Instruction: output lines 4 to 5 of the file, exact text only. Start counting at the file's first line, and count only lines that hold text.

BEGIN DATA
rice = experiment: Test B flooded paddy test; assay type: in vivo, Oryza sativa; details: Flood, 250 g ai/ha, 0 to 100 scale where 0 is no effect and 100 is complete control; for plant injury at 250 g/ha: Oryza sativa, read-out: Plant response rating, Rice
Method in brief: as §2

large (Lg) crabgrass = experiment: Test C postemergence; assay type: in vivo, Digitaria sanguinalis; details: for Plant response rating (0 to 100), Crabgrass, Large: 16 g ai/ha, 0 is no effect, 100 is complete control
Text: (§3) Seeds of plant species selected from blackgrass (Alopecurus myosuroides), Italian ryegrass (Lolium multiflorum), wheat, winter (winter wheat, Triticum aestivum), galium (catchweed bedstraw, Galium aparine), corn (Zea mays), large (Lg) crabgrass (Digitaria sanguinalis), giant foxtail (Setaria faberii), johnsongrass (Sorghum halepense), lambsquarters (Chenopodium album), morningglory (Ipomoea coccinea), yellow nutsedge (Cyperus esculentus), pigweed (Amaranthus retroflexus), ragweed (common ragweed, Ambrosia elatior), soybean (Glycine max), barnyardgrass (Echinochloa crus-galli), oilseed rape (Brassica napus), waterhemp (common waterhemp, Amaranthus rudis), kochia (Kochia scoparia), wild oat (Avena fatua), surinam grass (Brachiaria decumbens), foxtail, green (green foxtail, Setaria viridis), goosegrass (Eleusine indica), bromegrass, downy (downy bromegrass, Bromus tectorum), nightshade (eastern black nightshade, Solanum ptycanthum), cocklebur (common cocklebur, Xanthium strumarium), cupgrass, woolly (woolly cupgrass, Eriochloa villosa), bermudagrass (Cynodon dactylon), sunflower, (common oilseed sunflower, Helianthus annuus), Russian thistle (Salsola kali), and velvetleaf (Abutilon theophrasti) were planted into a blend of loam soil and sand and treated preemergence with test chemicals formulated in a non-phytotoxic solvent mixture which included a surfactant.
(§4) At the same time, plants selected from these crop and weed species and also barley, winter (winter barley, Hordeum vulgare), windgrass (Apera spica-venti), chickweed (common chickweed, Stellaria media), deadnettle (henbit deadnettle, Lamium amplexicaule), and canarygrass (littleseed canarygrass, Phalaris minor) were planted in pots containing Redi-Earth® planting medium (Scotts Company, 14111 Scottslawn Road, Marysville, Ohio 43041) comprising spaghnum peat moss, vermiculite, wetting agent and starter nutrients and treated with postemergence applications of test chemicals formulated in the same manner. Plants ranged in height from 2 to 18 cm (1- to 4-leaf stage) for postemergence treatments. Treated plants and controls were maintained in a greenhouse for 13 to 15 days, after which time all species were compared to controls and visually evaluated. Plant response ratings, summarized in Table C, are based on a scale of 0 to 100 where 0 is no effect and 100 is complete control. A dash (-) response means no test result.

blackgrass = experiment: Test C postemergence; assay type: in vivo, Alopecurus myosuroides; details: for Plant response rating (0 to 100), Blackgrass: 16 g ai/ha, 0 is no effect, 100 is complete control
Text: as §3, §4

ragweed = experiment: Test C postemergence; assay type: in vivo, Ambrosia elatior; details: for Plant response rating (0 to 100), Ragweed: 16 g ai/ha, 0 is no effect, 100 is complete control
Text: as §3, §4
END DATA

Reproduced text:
Text: (§3) Seeds of plant species selected from blackgrass (Alopecurus myosuroides), Italian ryegrass (Lolium multiflorum), wheat, winter (winter wheat, Triticum aestivum), galium (catchweed bedstraw, Galium aparine), corn (Zea mays), large (Lg) crabgrass (Digitaria sanguinalis), giant foxtail (Setaria faberii), johnsongrass (Sorghum halepense), lambsquarters (Chenopodium album), morningglory (Ipomoea coccinea), yellow nutsedge (Cyperus esculentus), pigweed (Amaranthus retroflexus), ragweed (common ragweed, Ambrosia elatior), soybean (Glycine max), barnyardgrass (Echinochloa crus-galli), oilseed rape (Brassica napus), waterhemp (common waterhemp, Amaranthus rudis), kochia (Kochia scoparia), wild oat (Avena fatua), surinam grass (Brachiaria decumbens), foxtail, green (green foxtail, Setaria viridis), goosegrass (Eleusine indica), bromegrass, downy (downy bromegrass, Bromus tectorum), nightshade (eastern black nightshade, Solanum ptycanthum), cocklebur (common cocklebur, Xanthium strumarium), cupgrass, woolly (woolly cupgrass, Eriochloa villosa), bermudagrass (Cynodon dactylon), sunflower, (common oilseed sunflower, Helianthus annuus), Russian thistle (Salsola kali), and velvetleaf (Abutilon theophrasti) were planted into a blend of loam soil and sand and treated preemergence with test chemicals formulated in a non-phytotoxic solvent mixture which included a surfactant.
(§4) At the same time, plants selected from these crop and weed species and also barley, winter (winter barley, Hordeum vulgare), windgrass (Apera spica-venti), chickweed (common chickweed, Stellaria media), deadnettle (henbit deadnettle, Lamium amplexicaule), and canarygrass (littleseed canarygrass, Phalaris minor) were planted in pots containing Redi-Earth® planting medium (Scotts Company, 14111 Scottslawn Road, Marysville, Ohio 43041) comprising spaghnum peat moss, vermiculite, wetting agent and starter nutrients and treated with postemergence applications of test chemicals formulated in the same manner. Plants ranged in height from 2 to 18 cm (1- to 4-leaf stage) for postemergence treatments. Treated plants and controls were maintained in a greenhouse for 13 to 15 days, after which time all species were compared to controls and visually evaluated. Plant response ratings, summarized in Table C, are based on a scale of 0 to 100 where 0 is no effect and 100 is complete control. A dash (-) response means no test result.